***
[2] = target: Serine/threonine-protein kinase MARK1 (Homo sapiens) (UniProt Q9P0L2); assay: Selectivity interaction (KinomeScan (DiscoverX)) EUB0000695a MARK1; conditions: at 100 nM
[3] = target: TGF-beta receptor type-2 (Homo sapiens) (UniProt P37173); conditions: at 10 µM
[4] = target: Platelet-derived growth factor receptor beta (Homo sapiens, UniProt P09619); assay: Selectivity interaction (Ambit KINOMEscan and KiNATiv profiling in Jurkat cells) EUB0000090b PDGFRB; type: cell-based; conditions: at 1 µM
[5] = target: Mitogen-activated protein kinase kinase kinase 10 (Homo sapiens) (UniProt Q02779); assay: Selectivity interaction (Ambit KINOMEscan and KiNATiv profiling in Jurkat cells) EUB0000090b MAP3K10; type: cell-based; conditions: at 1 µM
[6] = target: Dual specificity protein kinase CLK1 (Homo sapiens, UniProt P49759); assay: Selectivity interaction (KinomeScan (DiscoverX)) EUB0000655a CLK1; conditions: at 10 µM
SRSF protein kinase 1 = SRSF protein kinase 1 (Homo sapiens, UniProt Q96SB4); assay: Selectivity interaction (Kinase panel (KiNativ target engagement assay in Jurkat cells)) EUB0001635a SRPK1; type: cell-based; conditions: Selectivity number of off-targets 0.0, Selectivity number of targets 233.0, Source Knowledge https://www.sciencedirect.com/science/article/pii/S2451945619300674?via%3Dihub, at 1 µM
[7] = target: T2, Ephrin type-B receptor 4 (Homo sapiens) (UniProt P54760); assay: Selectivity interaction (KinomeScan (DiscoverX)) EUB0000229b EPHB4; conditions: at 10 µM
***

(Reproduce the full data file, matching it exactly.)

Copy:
[2] = target: Serine/threonine-protein kinase MARK1 (Homo sapiens) (UniProt Q9P0L2); assay: Selectivity interaction (KinomeScan (DiscoverX)) EUB0000695a MARK1; conditions: at 100 nM
[3] = target: TGF-beta receptor type-2 (Homo sapiens) (UniProt P37173); conditions: at 10 µM
[4] = target: Platelet-derived growth factor receptor beta (Homo sapiens, UniProt P09619); assay: Selectivity interaction (Ambit KINOMEscan and KiNATiv profiling in Jurkat cells) EUB0000090b PDGFRB; type: cell-based; conditions: at 1 µM
[5] = target: Mitogen-activated protein kinase kinase kinase 10 (Homo sapiens) (UniProt Q02779); assay: Selectivity interaction (Ambit KINOMEscan and KiNATiv profiling in Jurkat cells) EUB0000090b MAP3K10; type: cell-based; conditions: at 1 µM
[6] = target: Dual specificity protein kinase CLK1 (Homo sapiens, UniProt P49759); assay: Selectivity interaction (KinomeScan (DiscoverX)) EUB0000655a CLK1; conditions: at 10 µM
SRSF protein kinase 1 = SRSF protein kinase 1 (Homo sapiens, UniProt Q96SB4); assay: Selectivity interaction (Kinase panel (KiNativ target engagement assay in Jurkat cells)) EUB0001635a SRPK1; type: cell-based; conditions: Selectivity number of off-targets 0.0, Selectivity number of targets 233.0, Source Knowledge https://www.sciencedirect.com/science/article/pii/S2451945619300674?via%3Dihub, at 1 µM
[7] = target: T2, Ephrin type-B receptor 4 (Homo sapiens) (UniProt P54760); assay: Selectivity interaction (KinomeScan (DiscoverX)) EUB0000229b EPHB4; conditions: at 10 µM